[A Kiwi Hero in Zimbabwe]
When Sir Garfield Todd denounced racial injustice in 1950s Rhodesia (now Zimbabwe), he was fiercely hated by supporters of white minority rule. Among the pejoratives they called him was “black lover”. Stanley Makuwe’s Black Lover is an illuminating glimpse into an overlooked chapter of history: a remarkable chapter which saw the Invercargill-born Todd become Prime Minister of Rhodesia and advocate for equality between Zimbabweans and white settlers. As tensions escalated and Todd’s unpopularity grew, he remained firm in his conviction that everyone, regardless of race, deserved the chance “to win a place in the sun.”
Makuwe’s play brings Todd’s life to light through the warm glow of a sitting room. Situated within the intimate space of Q’s Loft, this domestic setting makes us flies on the wall to the rapport between Todd and Steady, his (fictional) black cook. With the 1960s War for Independence raging on, Todd has been driven into house arrest and forbidden “any contact with blacks”. Yet Steady refuses to leave, both unerringly loyal to Todd and afraid of the violence he just witnessed outside: The shooting of a black man he knew, not long after the killing of the man’s father. The script repeatedly circles back to this brutal murder and wider family tragedy, using it to capture the cost of Rhodesia’s bloody struggle to preserve white supremacy.
Largely, though, Black Lover centres on the humorous and essentially human exchange between Todd and Steady. Cameron Rhodes’s calm, understated performance as Todd complements Simbarashe Matshe’s upbeat Steady, making their conversations about God, family and Todd’s sweet tooth consistently entertaining. We might say it is the New Zealander in Todd that causes him to soldier on despite the odds. “Never mind what they think,” he tells his wife and daughter on the phone, “they have to hear what we think.” Both have left to deliver his speech to the Queen, urging England to institute power sharing between Zimbabweans and white settlers. The play does not attempt to be an illustration of Todd’s whole career, but gives us enough of the man that we can appreciate his determination to unite a divided society; and fear that too many will be harmed in the process.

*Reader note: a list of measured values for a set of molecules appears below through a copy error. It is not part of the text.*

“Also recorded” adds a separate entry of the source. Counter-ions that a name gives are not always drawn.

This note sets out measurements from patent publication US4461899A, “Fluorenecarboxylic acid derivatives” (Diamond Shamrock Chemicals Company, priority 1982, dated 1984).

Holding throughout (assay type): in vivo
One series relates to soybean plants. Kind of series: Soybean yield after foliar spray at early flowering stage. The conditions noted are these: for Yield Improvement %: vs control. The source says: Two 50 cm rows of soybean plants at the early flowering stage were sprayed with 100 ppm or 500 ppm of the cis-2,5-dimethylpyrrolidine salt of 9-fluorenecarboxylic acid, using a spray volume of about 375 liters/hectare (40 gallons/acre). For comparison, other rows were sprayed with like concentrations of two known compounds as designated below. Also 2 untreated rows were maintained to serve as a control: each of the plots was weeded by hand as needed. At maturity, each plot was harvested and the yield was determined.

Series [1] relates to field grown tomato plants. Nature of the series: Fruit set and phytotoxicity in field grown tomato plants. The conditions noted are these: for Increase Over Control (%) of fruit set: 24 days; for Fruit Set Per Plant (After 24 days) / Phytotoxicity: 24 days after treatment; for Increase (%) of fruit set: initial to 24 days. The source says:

Hails of bullets outside disrupt the men’s conversation, and Sean Lynch’s effective sound design makes this jarring each time. The noise is a harsh reminder of the weight of the situation, returning, like the memory of the murder, to shatter their precarious sense of safety — and for Steady, his precarious sense of equality. While he shares cake with Todd, he knows that servants in other households are beaten. The faithful, funny servant to a brave and benevolent employer, Steady’s personality might feel familiar: He deeply respects and relies on Todd, who reminds him that he is “a man, a proud, African man.” One might think of the ‘white saviour’ trope that has attracted criticism in Western media, where a white person’s stand against racial oppression is portrayed in a manner that discounts the perspective of the group being oppressed (often reducing them to supporting acts, incapable of resistance on their own). Black Lover addresses this through Steady’s climactic outburst, where he voices his anger at the mistreatment of his people, accusing Todd of playing “saviour”. His rage feels necessary; working to locate him outside of a stereotype and signify Makuwe’s understanding of the difficulties plaguing any connection, however positive, between a white man and a black man in turbulent times. I would have been curious to see the consequences of Steady’s anger on the men’s relationship before the play swerved into its final shocking moments. That said, these moments pack the intended emotional punch, bringing it to a poignant close.
Directed by Roy Ward, Black Lover is an impactful look at race, humanity and courage in the face of division. It is also a reminder that New Zealanders have long been making history, even far away from our shores.
Black Lover is presented by Auckland Theatre Company as part of the Auckland Arts Festival and plays at Q Loft until 4 April, 2020.